Candles gleam. Incense smoke swirls. Robed figures, chanting in a long-dead language, whirl around a rustic wooden table. On it sit sacred images??"a robust female wearing a crescent Moon on her forehead, a horned male holding a spear in his upraised hand.
All movement stops. A woman standing near the altar says:
In this sacred space and time we call now the Old Ones: The Goddess of the Moon, of seas and rivers;
The God of the rayed Sun, of valleys and forests: Draw near us during this Circle.This is Witchcraft.
Two thousand miles away, a 15-year-old girl affixes a green candle onto a Polaroid photo of a friend. In the darkened room she lights the candle. Her eyes closed, the girl visualizes her boyfriend’s broken arm surrounded by a purple light intended to quickly heal it.This, too, is Witchcraft.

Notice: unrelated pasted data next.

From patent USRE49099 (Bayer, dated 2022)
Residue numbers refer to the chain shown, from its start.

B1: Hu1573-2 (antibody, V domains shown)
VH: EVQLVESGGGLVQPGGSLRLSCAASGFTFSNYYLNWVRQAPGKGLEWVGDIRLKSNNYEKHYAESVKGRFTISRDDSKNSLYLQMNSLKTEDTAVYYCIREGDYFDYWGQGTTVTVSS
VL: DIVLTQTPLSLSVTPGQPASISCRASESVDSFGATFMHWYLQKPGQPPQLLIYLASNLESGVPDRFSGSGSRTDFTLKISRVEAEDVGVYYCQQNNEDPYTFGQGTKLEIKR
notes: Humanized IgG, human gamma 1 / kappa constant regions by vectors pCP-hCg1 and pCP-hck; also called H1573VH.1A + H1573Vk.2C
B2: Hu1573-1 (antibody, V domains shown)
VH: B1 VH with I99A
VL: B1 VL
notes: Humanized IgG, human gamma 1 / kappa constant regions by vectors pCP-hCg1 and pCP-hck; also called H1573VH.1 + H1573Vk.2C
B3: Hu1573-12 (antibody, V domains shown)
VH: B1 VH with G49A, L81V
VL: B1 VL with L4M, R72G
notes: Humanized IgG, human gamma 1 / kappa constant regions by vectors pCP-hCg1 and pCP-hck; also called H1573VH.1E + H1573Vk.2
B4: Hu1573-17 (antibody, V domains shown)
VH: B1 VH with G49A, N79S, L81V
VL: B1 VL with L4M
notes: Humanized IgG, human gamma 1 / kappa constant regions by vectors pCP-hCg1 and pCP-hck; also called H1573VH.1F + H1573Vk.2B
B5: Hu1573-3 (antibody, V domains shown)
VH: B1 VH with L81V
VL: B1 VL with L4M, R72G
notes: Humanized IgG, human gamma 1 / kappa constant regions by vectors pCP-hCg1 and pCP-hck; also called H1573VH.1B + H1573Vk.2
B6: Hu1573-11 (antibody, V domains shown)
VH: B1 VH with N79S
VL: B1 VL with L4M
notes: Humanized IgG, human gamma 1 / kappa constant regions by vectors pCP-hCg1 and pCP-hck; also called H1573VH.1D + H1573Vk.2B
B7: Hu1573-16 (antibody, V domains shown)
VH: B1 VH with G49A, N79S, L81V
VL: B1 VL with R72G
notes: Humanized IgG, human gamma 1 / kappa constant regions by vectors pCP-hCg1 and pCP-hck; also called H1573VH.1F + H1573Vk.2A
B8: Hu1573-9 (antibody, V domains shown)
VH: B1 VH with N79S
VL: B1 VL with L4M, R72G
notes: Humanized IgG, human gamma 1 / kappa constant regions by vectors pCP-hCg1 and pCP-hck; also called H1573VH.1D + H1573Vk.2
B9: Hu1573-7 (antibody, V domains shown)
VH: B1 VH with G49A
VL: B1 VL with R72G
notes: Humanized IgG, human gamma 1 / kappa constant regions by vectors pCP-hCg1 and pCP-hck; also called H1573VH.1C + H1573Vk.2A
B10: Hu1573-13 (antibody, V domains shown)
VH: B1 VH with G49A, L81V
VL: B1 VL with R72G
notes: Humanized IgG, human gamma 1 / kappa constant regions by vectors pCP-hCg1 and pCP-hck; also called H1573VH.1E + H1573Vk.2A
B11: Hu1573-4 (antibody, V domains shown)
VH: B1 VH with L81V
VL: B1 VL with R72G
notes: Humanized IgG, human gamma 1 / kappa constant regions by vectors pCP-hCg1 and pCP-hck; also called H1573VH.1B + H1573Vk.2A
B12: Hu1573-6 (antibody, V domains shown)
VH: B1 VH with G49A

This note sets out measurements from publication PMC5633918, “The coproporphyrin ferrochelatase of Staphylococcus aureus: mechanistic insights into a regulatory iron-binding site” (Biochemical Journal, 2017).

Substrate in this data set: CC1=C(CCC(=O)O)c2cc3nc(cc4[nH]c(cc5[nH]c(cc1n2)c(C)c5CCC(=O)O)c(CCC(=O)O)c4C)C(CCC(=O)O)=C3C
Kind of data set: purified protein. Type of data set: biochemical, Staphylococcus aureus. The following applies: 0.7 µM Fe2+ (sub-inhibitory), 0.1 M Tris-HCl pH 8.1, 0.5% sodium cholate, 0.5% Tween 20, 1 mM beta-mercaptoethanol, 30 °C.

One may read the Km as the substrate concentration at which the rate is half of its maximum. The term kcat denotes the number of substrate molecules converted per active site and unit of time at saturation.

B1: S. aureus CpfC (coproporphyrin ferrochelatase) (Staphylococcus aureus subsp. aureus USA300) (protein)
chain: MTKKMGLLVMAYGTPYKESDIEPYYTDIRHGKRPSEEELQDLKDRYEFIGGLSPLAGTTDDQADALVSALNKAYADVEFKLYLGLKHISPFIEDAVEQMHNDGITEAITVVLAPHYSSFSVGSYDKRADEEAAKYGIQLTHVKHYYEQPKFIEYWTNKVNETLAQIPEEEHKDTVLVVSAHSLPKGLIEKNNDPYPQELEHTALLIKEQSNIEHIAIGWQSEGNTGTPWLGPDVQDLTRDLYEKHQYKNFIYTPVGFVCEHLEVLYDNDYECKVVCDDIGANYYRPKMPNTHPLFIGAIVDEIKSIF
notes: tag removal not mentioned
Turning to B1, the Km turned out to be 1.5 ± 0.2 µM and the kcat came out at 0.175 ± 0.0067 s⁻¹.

These two examples sum up Witchcraft. It is a religion, known as Wicca. It is also the practice of folk magic.
The average person probably thinks that Witchcraft is "Satanism," orgies and drug-ingesting. They falsely believe Witches to practice a mish-mash of "devil worship," unsavory rituals, cruelty and human sacrifice.
There certainly are people who do such things??"murderers, psychotics and those frustrated by the religion into which they were born. But these people aren’t Witches and they don’t practice Witchcraft.
The Truth About Witchcraft examines both folk magic and the modern Wiccan religion, subjects long shrouded in secrecy. The lies have been told. It’s time for the truth.
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